Vitalik Buterin’s invention Ethereum is creating news as its crypto currency “Ether” achieves the fastest price appreciation from $10 to $50 in a matter of a month with current valuation of over $4 billion amidst much controversy around Bitcoin and its ongoing price decline.Vitalik Buterin reveals the mystery behind Ether’s giddying price rise in an interview to Arifa Khan (Part 2).
Arifa Khan: What are your takeaways from Blockchain India Summit Dec 2016 and what are you looking to achieve in futureIJ
Vitalik Buterin : I think the first trip to India went very well; and it looks like there is a lot of excitement and potential for future applications. The community is definitely still newer, and more focused on currency applications than some of the other things that other ethereum communities are trying to build, though I expect that it will rapidly mature. I am looking forward to engaging with multiple stakeholders in India in May 2017.
Arifa Khan: What is the reason behind the recent trend buckling and gravity-defying Ether price movementIJ In your view, what differentiates Ethereum most from all other alt coinsIJ
Vitalik Buterin : The main difference is that whereas “altcoins” generally focus on payments, and on making small changes to the Bitcoin code base to try to improve some specific aspect, Ethereum focuses on creating a new blockchain architecture that’s designed to be general-purpose, so that you can use it for any applications that might benefit from being on a blockchain. The community is very diverse, including researchers, developers and many others, all with a strong focus on making the technology better and as scalable and safe as it needs to be to achieve mainstream adoption.
Arifa Khan: How long do you give Ethereum to achieve the original goals of a decentralised general purpose world computer that you had envisioned it to be in 2014IJ
Vitalik Buterin: I think it’s ready for some applications already, but will still take quite a bit of time to achieve its full potential. Right now there are still technological limitations that prevent the platform from being used for many large-scale mainstream applications, but once things like sharding, zero knowledge proofs and proof of stake are in place, it will be ready for much more.
Arifa Khan: What are some of the important problems you are attempting to solve in DlTIJ How are you going about itIJ
Vitalik Buterin : Technologically we have identified four major challenges with current Ethereum technology:
Scalability: currently, the Ethereum blockchain can process ~15 transactions per second, but it requires somewhere above 100,000 TPS. Current incremental approaches to scaling blockchains cannot work; they all hit the fundamental barrier that because every node in a blockchain must process every transaction, the network cannot process more transactions than a single node. We have an approach that we call “sharding” that essentially randomly selects nodes to process different transactions in parallel, allowing the network to become more powerful the more nodes there are, but this still will take years to complete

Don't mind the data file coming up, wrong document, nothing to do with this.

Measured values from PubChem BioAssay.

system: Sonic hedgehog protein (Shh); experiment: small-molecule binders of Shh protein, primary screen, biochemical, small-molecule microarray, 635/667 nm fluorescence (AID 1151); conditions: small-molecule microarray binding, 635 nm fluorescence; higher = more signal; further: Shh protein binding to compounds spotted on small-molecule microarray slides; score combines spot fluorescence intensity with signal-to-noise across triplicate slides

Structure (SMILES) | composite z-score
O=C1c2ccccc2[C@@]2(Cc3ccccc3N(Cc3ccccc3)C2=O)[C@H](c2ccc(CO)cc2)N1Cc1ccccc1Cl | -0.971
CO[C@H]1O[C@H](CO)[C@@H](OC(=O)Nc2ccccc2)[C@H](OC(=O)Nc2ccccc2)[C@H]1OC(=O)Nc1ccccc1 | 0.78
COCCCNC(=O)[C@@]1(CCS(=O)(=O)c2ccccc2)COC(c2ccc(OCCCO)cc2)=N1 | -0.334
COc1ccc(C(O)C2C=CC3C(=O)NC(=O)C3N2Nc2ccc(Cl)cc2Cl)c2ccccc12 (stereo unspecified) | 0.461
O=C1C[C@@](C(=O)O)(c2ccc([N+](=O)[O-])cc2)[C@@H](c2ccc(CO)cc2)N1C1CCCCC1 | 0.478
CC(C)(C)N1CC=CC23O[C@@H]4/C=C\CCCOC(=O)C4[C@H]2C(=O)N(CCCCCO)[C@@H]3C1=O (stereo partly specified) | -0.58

Privacy: all data on a blockchain is completely public, and this is unsuitable for many applications. Our approach is to use cryptographic technologies such as zero-knowledge proofs, ring signatures and partially homomocrphic encryption to create second-layer systems that allow many kinds of applications to preserve privacy on top of a fully transparent base layer
latency: currently, operations on Ethereum take ~14 seconds to confirm; this is fine for many applications but in many cases (eg. retail payments, IoT) it’s not fast enough
User interface security: this consists of two parts, where one is making sure users can access their accounts in ways that are secure against them losing access due to private key loss or theft, and the second is minimizing smart contract bugs.
Arifa Khan: Will Bitcoin code remain the same or will new features be adopted that will unrecognisably change the underlying algorithmsIJ
Vitalik Buterin : I think features are going to be adopted, but the process will be slow; Bitcoin’s politics are such that little can happen quickly, and there are so many constituencies with strong beliefs for large changes that make tradeoffs to be feasible. If we are thinking of bitcoin as “digital gold”, this may well be a good thing; gold is meant to be stable, hard to change and boring. However, these governance properties will also make it very difficult for bitcoin to enter other areas, like applications.
Arifa Khan: Crypto economies with decentralised Apps building their own circular economies - do you think this is fad or the futureIJ
Decentralized society and economy is best built from the bottom up, not trying to make a coordinated effort to do the whole thing at once but rather creating services that offer people the capacity for self-governance in various aspects of their lives (including companies, nonprofits, clubs, services like decentralized airbnb, etc), making things that are useful and empowering to people at each step, and then go from there. I think over the next couple of years we will see some efforts making serious headway.
(Part 1 of the interview can be seen here: http://www.dailypioneer.com/business/ethereum-as-a- platform-has-many-things-that- are-unique-about-it--vitalik- buterin.html. Ms. Arifa Khan is Ethereum Foundation’s India Partner)